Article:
After the European (re-)discovery of the Americas, there was a widespread transfer of animals, plants, culture, human populations, communicable diseases, technology and ideas between the Americas and the Old World (primarily Europe). This became known as the Columbian Exchange).
Some examples of this, in the form of animals and food stuffs, would be the potato and the horse.
Before the Columbian Exchange, (white) potatoes were unknown to the old world. After being brought back by traders and merchants, they were fairly quickly adopted as a staple food stuff, providing much needed starches. Although not completely related to just the potato blight disease, the fact that potatoes were ruined as a crop throughout Europe in the 1840's was a leading factor in the creation of the Great Potato Famine of Ireland. This famine (and admittedly other factors as well) caused the population of Ireland to drop by 1.5 million from 1841 to 1851, instead of the expected raise of about a million.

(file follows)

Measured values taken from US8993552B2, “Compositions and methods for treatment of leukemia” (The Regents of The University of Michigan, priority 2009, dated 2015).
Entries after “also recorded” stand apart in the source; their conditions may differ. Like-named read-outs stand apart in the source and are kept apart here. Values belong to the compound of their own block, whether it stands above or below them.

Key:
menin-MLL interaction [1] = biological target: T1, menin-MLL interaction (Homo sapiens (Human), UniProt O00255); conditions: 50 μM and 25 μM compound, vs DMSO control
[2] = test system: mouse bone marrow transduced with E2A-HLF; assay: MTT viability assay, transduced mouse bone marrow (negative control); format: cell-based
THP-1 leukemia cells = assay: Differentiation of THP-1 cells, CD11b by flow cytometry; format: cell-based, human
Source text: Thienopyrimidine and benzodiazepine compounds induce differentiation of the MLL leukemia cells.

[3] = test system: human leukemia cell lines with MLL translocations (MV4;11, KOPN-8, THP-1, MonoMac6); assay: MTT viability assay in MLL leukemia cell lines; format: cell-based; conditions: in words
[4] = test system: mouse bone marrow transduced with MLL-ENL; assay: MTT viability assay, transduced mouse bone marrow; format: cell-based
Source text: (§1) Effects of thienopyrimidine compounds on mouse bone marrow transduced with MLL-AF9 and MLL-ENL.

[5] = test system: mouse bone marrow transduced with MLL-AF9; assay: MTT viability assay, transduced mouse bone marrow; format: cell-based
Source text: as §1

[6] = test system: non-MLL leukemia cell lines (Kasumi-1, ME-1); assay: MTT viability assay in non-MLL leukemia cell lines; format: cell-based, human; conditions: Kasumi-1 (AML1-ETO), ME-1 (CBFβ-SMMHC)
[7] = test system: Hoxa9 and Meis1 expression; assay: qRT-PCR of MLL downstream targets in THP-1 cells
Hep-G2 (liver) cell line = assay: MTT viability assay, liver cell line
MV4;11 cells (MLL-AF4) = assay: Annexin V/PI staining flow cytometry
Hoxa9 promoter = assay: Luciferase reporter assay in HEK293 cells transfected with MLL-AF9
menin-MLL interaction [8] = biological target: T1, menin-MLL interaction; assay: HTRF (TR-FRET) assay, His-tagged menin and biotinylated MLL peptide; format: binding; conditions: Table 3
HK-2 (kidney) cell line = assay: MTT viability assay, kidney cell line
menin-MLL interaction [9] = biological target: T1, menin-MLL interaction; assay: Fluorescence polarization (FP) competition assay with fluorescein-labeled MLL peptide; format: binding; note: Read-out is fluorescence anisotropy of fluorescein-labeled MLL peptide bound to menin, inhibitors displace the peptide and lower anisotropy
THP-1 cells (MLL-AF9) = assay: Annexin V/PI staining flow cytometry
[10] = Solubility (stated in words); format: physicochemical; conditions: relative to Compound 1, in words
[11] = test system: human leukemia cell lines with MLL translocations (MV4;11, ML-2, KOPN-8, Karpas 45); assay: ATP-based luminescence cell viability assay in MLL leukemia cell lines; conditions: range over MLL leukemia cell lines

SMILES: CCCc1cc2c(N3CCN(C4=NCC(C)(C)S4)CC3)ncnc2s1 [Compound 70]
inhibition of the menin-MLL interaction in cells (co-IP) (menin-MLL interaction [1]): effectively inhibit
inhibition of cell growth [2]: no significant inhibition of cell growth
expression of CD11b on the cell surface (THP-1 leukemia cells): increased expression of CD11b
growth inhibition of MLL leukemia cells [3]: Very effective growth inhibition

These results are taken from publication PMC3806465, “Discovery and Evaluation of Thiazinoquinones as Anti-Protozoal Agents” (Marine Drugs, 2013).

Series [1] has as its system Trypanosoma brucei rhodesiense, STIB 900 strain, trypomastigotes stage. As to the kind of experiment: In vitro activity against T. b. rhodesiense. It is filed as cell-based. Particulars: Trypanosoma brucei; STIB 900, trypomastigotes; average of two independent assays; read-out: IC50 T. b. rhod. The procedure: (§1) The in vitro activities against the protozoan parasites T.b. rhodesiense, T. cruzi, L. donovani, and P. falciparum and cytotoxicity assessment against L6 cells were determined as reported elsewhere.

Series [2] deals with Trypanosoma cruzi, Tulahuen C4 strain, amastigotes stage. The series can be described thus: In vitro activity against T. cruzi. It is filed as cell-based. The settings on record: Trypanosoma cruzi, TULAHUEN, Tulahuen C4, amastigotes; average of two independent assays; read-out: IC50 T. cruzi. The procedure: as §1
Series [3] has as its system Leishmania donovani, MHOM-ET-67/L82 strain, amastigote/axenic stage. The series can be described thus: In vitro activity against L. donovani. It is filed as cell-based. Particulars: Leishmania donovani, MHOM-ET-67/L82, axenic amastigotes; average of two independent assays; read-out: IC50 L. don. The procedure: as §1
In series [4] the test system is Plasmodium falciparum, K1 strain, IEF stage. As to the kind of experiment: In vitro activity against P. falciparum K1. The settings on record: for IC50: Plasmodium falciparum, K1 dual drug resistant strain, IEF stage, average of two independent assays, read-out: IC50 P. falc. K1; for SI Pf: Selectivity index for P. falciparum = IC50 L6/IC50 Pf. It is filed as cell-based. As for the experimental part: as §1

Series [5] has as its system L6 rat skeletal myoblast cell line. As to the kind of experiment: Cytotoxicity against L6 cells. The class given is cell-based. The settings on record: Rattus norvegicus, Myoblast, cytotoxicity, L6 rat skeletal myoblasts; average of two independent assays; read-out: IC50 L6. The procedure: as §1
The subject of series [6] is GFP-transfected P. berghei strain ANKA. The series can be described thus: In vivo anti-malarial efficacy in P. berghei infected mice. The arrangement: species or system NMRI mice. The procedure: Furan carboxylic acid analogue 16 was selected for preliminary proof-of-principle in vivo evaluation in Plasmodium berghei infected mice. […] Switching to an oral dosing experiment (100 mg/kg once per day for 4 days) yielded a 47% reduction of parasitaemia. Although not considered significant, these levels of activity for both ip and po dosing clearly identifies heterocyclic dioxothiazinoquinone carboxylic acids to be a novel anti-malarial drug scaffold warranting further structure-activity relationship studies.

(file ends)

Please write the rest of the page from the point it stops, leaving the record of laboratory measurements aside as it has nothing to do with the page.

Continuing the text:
During the exploration of the Americas, the Europeans brought many things with them (including disease), such as the domesticated horse. With the horse, the North American West was conquered (indeed nothing is, IMO, as American as the American Wild West). It can be said that some tribes of Native Americans became more accomplished at horsemanship than the peoples who brought them over.
I really don't want to get into a political (Meiji Restoration) or medical (diseases) discussion, but would rather just discuss 'fun facts', perhaps food stuffs or animals, as discussed above.
Were there any foods introduced into the Japanese culture AND accepted by them to the point of being called, perhaps, a staple food? What about any taken from them back to the Old World?
Were any animals introduced into Japan by Europeans that are now treated as 'a part of the natural fauna' of Japan? Or the other way?